One of the most esteemed abstract artists in Pakistan, Shakir Ali began his career at the studio of Sarda Ukil in Delhi, where he painted for a year before joining the Sir J.J. School of Art in Bombay in 1938. Here, he was introduced to the work of the impressionists, and learned the techniques of mural painting, both of which had a deep impact on him. In 1946, Ali moved to London to study at the Slade School of Fine Art, and travelled across Europe, where he spent some time training in textile design in Prague. Upon his return to Pakistan, the artist settled in Lahore in 1952 and was appointed principal of the Mayo School of Art in 1961.
An important figure among his peers in Lahore, Shakir Ali is regarded as the artist who introduced cubism in Pakistan. He created a striking body of work, inhabited by symbols, abstract figures and calligraphic forms. The present large-scale work was painted in 1960, marking the beginning of a prolific decade for the artist that is regarded as one of his most aesthetically accomplished periods. “By this time, Cubism was a faint memory in his art. Faceless, stylized females, birds, and flowers interacted on canvases with brightly colored backgrounds. Line, merely a boundary determinant in the fifties, became an expressive, indispensable element integrated within the composition.” (M. Sirhandi, Contemporary Painting in Pakistan, Lahore, 1992, pp. 43-44)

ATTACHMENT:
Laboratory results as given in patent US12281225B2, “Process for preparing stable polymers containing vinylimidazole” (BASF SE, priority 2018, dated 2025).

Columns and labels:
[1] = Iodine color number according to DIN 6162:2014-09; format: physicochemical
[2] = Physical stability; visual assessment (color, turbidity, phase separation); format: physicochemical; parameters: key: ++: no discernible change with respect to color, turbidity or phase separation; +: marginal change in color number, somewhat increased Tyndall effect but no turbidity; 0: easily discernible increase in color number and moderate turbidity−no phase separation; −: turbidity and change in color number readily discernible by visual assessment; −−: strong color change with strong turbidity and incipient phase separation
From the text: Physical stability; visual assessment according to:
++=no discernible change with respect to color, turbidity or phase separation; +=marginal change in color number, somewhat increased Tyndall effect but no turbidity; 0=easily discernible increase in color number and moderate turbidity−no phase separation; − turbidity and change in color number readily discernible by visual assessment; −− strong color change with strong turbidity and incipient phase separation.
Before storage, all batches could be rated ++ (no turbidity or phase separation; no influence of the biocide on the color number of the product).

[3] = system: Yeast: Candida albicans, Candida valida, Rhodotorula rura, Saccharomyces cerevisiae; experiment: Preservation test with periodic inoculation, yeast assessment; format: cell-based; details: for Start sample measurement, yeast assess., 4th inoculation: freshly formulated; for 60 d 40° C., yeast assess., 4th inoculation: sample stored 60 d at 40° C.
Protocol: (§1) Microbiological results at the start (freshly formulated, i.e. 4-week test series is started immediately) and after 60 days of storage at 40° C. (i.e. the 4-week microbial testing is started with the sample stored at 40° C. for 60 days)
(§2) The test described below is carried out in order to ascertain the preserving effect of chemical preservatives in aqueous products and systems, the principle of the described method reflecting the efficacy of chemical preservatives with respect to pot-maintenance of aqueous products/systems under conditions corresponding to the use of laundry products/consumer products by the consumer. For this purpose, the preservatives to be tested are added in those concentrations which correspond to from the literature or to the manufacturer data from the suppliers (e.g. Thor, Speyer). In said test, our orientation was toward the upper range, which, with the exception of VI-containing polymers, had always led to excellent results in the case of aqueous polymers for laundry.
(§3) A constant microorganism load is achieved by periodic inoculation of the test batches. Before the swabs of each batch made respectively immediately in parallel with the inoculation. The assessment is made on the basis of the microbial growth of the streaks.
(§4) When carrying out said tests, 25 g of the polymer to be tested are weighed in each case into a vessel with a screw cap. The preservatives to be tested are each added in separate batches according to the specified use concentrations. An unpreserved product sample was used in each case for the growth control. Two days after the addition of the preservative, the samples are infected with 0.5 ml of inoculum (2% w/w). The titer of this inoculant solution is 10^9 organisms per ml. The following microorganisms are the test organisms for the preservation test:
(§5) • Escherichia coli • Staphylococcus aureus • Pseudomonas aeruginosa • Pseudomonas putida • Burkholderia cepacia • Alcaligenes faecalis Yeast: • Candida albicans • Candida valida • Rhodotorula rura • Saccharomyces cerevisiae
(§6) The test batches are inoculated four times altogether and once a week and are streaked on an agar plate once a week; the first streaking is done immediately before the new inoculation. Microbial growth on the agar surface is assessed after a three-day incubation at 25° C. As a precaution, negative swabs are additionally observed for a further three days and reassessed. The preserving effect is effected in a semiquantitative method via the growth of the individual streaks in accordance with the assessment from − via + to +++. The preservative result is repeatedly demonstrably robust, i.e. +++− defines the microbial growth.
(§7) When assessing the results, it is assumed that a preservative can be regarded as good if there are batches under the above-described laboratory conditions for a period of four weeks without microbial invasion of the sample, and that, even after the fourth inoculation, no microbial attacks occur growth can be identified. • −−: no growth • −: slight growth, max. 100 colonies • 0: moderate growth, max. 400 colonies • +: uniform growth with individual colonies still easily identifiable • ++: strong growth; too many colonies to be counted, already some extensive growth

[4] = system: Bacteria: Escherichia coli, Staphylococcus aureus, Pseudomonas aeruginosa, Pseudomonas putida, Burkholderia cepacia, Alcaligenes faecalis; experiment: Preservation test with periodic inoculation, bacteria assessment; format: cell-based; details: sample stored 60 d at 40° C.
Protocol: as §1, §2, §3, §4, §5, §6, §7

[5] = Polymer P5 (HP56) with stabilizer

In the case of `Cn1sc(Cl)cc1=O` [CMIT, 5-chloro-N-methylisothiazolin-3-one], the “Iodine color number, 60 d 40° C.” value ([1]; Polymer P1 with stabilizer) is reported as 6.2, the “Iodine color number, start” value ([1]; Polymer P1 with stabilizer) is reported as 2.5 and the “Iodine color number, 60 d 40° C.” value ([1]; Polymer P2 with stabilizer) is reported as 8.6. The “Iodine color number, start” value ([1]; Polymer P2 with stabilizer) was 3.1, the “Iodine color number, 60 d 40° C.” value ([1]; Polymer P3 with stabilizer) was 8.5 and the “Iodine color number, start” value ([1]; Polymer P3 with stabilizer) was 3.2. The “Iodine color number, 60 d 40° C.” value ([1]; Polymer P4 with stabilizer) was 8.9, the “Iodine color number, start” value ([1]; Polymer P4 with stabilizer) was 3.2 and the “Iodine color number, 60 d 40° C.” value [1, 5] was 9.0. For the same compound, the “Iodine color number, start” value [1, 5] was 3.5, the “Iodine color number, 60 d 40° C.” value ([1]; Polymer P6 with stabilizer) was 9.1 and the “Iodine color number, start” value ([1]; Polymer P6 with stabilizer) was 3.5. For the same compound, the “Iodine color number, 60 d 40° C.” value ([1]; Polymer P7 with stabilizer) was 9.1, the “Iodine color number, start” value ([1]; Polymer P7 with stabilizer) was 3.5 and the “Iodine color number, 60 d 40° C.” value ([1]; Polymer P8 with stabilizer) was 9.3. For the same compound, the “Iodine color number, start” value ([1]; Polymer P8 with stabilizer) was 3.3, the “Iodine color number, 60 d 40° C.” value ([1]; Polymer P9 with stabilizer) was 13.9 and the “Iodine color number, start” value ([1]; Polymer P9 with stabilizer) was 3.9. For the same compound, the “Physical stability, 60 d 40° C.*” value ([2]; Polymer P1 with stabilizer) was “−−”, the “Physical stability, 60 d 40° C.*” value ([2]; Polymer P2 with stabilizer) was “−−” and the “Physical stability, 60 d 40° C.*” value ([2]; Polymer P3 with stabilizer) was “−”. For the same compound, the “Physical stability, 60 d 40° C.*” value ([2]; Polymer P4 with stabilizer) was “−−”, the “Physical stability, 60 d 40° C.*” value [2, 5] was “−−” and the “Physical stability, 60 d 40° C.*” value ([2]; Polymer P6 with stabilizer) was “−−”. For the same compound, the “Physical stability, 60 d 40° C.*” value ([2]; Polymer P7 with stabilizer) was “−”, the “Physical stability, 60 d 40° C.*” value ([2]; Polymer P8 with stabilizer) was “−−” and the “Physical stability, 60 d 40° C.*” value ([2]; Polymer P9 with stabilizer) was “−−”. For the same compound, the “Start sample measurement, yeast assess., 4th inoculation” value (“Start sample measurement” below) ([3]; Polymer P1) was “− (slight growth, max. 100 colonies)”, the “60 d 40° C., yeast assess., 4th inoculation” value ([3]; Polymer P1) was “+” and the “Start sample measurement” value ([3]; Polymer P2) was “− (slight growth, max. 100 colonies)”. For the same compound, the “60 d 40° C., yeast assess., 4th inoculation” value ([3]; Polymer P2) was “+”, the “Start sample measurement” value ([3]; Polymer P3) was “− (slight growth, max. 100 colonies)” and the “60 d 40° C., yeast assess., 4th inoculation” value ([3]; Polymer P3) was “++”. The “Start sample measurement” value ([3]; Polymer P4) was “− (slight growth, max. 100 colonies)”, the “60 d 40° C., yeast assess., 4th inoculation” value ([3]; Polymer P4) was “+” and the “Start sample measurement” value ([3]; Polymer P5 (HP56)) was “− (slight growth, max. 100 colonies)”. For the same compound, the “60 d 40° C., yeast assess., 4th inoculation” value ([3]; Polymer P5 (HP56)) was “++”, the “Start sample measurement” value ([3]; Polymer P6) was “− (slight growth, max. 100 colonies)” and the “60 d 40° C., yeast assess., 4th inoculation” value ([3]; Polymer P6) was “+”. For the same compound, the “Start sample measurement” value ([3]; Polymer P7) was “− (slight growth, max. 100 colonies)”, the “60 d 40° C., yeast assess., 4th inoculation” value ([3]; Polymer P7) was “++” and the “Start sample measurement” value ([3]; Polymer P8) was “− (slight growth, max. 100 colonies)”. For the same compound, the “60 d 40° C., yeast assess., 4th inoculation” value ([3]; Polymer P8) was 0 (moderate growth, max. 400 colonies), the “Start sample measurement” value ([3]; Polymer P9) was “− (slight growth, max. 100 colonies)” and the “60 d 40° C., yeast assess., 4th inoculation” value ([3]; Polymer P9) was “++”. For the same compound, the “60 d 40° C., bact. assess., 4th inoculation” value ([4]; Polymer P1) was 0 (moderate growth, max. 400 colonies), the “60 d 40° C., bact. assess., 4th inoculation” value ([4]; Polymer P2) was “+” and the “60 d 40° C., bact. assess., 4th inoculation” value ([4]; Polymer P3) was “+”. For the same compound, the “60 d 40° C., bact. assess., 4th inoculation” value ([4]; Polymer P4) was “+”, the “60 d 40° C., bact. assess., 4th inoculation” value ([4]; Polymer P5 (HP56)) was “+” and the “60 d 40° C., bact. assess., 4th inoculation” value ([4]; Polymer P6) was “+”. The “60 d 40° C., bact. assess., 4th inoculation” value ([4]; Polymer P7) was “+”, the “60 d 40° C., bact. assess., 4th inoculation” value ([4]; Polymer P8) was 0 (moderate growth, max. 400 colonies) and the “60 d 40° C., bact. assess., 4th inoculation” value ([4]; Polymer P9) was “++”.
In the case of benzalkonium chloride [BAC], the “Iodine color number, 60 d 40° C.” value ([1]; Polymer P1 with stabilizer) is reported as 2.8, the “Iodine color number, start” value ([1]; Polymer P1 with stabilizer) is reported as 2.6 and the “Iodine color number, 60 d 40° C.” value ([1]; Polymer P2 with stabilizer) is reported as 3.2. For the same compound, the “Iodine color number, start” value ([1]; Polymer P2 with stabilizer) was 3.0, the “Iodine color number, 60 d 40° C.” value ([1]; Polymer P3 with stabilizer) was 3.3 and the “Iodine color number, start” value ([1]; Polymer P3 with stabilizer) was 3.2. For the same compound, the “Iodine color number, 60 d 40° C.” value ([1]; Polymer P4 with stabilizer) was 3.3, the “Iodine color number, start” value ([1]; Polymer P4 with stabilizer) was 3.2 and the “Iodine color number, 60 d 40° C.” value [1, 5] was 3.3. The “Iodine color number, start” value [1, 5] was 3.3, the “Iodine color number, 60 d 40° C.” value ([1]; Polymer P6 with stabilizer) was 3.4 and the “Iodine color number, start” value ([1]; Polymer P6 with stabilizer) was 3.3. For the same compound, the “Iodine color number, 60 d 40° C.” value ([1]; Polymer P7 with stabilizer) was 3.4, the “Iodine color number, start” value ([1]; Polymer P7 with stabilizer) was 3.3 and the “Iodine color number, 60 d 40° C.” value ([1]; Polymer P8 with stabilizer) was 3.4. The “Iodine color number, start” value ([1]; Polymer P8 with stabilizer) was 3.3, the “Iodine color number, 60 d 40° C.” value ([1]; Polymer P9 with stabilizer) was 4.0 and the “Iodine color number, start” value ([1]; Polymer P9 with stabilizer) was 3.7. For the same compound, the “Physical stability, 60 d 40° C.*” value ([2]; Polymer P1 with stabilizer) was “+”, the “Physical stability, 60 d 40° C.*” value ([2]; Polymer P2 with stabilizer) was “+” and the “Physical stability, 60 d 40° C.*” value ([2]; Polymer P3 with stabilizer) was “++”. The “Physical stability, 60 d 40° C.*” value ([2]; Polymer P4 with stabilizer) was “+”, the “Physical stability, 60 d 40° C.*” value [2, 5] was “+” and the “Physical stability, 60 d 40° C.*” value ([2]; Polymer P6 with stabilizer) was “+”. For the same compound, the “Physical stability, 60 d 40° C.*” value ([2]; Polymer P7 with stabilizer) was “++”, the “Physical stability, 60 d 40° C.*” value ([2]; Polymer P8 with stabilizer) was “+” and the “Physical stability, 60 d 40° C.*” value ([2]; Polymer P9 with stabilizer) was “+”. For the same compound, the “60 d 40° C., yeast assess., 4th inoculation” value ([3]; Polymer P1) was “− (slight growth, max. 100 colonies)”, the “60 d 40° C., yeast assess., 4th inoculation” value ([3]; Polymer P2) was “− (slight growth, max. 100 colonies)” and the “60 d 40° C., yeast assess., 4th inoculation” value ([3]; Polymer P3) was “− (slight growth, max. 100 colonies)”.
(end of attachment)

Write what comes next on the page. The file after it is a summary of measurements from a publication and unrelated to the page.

A fascinating personality remembered for his charisma and spirituality, Shakir Ali's works are filled with historical and artistic signifiers from across the world that the artist experienced in person as well as in his readings. As he explained, “I often feel that in this cycle of birth and death I was born sometime in the period of Altamira caves. I feel like I lived and painted with them. Then again I think I was born in Crete and I was one of the bull dancers. I was dancing with them as well as painting the frescoes. I was also perhaps one of those people who have been during the period of Akhnatun, and have painted Nefertiti. Then perhaps I was in Ajanta.” (Arist statement, Talk at a Symposium, Artasia, Vol. I, No. 11, Spring 1966, in I. ul Hassan, Painting in Pakistan, Lahore, 1996, p. 60)